It was easy to download Skype into my laptop. They even integrate a testing element that enables you to make sure you can be heard. Which I couldn't. Because I didn't have a microphone. So, I went thrashing through my office closet looking to see if I had one left over from "something." And I did!

It was easy to download Skype into George's desktop. He never keeps his speakers turned on, so we had to retrain for that. ("Hey, if you can't hear the ring, how will you know I'm calling?") Then I went searching for another microphone, which I found in my bag of "technical stuff" from back in the days when I recorded myself (self to self) at speaking engagements in order to produce audio tapes to sell. Which I did. (I'm out of them now, and technology and my speaking topics have moved on, so don't contact me to buy them. At least not yet. After all, I did find that bag of outdated technology**.)

Voila! Even though we put up with a little microphone squealing, George and I eventually got ourselves talking to each other, me from the living room on my laptop and he in his bedroom on his computer. HE COULD EVEN SEE ME; my laptop has a built-in web cam! Of course some of the "talking" was us yelling up or down the stairs to and at each other as I strived to give more specific instruction--like "PUT YOUR MOUTH CLOSER TO THE MICROPHONE!"

Two days later, I tried a "surprise Skype call" to George. George is a good man, a smart man, a kind man. But he had not been trained for the NEW set of icons that popped up (the others had appeared from the task bar), so he had no idea how to answer. "JUST CLICK THE ICON THAT SAYS 'ANSWER!'" Which he did. But his microphone wasn't plugged in. More yelling up the stairs, and me pointing to MY microphone in my web-cam, trying to send the right visual clue.

A week later, I tried another "surprise Skype call" to George, but this time from a Wi-Fi zone here in MN. No answer. I called him using our cell phones and learned he was outside. When he came inside, I tried again. I could see that he finally answered (the call showed CONNECTED), but I could not hear him, so I called him on my cell phone (which won't work when I'm in AMS, remember) and tried to trouble shoot. We could not figure it out. Later, he called me on my cell phone (using his cell phone) to say that he'd forgotten (and so had I) that there was an on/off switch on the microphone, which was off when I called, but now it was on, so why not, he suggested, try another "surprise" test call while he was sitting there ready for it. (sigh)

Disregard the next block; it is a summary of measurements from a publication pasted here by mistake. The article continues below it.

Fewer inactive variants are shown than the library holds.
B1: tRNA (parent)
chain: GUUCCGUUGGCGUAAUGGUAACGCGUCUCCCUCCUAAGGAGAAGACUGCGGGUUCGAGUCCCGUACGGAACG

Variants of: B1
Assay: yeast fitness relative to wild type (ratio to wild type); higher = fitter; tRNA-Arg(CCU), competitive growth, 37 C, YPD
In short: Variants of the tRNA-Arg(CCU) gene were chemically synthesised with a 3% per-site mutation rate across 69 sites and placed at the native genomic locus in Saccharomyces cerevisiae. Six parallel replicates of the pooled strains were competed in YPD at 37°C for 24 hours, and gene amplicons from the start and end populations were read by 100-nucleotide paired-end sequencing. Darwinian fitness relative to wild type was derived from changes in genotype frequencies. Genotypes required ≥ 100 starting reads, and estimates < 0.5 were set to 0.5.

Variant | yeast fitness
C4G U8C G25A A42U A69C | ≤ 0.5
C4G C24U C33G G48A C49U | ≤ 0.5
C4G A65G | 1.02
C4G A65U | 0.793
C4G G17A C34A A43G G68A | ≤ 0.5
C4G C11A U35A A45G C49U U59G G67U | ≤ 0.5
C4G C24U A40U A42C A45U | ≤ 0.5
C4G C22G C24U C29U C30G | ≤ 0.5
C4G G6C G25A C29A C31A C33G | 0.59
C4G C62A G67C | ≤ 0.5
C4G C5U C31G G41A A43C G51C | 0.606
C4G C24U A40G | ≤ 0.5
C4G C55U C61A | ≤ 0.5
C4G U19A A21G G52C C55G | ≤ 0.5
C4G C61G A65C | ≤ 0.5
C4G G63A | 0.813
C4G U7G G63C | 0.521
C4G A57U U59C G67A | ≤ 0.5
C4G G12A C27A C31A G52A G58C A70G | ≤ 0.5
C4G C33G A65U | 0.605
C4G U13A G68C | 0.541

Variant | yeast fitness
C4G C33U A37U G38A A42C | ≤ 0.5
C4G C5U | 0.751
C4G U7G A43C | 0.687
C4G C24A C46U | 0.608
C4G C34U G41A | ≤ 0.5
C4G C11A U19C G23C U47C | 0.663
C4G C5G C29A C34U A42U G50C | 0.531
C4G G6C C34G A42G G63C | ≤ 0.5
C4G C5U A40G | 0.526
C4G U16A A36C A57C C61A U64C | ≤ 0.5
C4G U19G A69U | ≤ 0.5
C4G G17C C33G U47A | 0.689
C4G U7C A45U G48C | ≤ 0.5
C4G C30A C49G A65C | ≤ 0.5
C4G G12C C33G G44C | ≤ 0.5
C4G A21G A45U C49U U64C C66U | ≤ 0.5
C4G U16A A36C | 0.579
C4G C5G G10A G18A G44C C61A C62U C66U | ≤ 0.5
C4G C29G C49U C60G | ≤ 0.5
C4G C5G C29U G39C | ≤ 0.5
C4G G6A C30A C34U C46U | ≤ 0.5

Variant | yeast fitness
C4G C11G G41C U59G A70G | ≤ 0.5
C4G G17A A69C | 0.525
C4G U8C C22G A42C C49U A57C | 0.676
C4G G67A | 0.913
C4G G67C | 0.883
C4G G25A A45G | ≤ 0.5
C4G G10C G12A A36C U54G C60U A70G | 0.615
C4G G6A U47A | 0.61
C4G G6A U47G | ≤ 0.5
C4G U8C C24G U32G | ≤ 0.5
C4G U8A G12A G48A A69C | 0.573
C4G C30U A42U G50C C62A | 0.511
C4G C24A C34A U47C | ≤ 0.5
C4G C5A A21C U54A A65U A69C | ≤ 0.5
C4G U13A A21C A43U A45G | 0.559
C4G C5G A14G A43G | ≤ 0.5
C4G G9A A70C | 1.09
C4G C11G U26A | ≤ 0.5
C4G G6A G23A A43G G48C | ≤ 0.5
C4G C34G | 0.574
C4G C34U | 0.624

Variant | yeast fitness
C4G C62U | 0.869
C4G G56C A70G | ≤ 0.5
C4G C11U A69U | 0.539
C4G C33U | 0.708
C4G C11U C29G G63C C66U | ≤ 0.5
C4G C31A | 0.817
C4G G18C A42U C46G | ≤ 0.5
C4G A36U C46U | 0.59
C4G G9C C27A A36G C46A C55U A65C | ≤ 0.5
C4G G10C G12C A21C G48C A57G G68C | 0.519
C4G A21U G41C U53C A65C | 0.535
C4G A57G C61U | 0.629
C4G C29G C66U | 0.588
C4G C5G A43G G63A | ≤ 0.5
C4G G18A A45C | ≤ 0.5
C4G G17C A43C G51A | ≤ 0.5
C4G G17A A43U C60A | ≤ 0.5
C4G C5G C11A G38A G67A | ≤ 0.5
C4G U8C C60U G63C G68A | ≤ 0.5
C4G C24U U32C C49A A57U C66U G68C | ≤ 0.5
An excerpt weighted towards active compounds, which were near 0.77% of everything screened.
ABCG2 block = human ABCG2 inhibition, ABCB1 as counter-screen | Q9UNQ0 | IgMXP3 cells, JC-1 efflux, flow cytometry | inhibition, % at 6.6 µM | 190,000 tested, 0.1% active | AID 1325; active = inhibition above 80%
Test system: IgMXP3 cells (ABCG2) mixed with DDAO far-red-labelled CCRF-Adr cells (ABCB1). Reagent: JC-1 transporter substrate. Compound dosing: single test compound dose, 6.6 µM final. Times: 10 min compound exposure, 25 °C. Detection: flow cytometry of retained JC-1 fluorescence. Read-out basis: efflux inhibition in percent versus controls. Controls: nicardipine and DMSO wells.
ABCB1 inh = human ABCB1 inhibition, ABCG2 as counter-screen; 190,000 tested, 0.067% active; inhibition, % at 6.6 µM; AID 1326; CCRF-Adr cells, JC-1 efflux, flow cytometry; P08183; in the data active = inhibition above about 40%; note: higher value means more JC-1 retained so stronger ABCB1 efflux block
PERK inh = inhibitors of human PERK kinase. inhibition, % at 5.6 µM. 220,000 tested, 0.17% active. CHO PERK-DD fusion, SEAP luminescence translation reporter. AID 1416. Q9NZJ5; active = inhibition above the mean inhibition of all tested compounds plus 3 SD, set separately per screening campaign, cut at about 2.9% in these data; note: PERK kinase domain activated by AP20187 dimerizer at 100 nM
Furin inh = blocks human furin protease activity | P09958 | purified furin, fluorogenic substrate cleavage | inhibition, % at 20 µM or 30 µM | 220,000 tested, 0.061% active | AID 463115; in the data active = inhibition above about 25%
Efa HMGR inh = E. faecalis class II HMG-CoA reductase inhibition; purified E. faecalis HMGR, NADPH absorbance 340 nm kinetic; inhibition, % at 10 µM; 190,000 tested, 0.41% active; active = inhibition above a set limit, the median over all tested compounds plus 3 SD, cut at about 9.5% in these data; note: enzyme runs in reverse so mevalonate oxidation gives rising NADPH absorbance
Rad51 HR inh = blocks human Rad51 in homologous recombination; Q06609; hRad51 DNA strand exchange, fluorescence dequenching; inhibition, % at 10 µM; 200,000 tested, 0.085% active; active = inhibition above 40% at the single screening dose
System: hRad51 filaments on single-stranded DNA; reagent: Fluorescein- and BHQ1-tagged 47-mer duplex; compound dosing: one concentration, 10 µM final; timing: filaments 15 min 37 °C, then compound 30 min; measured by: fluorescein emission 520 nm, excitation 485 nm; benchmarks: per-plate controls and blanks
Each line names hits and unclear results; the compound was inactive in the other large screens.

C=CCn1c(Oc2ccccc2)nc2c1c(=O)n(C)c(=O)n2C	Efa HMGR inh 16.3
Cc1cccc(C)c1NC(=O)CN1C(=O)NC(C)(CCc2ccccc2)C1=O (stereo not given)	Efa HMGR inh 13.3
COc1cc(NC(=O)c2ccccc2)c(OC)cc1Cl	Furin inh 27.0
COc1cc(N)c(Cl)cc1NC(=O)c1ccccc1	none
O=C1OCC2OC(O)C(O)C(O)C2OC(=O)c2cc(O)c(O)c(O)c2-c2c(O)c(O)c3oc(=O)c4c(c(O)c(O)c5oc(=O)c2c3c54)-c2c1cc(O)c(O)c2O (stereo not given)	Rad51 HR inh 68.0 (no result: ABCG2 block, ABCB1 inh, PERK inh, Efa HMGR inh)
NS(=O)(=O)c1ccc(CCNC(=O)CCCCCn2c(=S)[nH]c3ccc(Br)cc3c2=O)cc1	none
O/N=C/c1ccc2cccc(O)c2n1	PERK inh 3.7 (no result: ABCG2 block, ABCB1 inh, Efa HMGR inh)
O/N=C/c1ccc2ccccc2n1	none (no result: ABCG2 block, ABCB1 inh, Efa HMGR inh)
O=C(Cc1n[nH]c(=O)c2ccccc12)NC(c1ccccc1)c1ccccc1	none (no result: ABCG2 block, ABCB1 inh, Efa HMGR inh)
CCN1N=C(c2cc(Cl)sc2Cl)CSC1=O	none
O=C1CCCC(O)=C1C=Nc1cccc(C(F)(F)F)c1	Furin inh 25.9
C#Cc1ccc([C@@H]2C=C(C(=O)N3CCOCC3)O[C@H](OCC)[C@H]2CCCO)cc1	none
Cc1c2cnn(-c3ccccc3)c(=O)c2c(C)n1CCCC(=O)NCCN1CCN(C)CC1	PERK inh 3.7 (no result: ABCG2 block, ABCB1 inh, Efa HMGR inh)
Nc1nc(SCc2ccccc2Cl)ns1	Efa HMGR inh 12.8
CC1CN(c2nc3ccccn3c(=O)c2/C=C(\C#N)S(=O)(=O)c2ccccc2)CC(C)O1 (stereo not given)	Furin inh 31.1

All this caused me to put ten bucks of Skype Credit into each of our FREE Skype accounts, so that we could apply it to Skype Voicemail. (Say I try to call George. He doesn't answer--or answers and I cannot hear him. So, I can leave a message saying "Life here in AMS is exciting! PLUG IN AND TURN ON YOUR MICROPHONE!" Or, say I want to make a Skype to landline call (when I don't know why I can't hear him and don't have a cell phone to trouble shoot). This isn't free, but it's really cheap. However, you have to have some pay-as-you-go Skype dollars in place, or a subscription, which, if you're searching for an alternative to making your every-day long distance calls, looks totally worth it!

Now it's clear to me that I need to also buy us each a headset. We cannot risk the frustration of being "connected" yet unable to talk. These, we can just plug in ("Leave it plugged in, George") and then we won't have to worry about switches and hearing, squealing speakers and whatever else might crop up. (Notice the two places I used the **? Why would I complain about Mobal's "forever" implication, then think my own outdated equipment would work properly "forever?")

So, twenty bucks for Skype dollars in our accounts, more money for headsets, money to the hotel for a high-speed internet connection, and perhaps the Mobal investment -- just in case all else fails.

Easy. Free. Cheap.




alexmoss said...

I'm a frustrated Verizon user too. I use Skype all the time -- I have no Verizon signal in my living room in Philly, I have a Skype subscription, which let's me do incredibly easy conf calling, even to landlines, for $3/mo. Then I went to London, Skype worked, free. I went to Lucerne, Skype worked, free. It's not hard, it works reasonably well, it's cheap, what's not to like? I drank the cool-aid...yum.

Charlene Ann Baumbich said...

Thanks for this excellent Skype testimony. I'm swiftly becoming a believer. Do you use a headset with a microphone? If so, which kind?

Orlando Frasca, Rogers Insurance Services, Inc. said...

As a frequent biz traveler to Europe, I usually get a local "sim" card for the country I am visiting and then use that mobile phone nubmer as the number my Vonage forwards to. That way, my wife, friends, office, etc, only call the Vonage number and it will find me.
No cost to the caller; dirt cheap for me

Orlando Frasca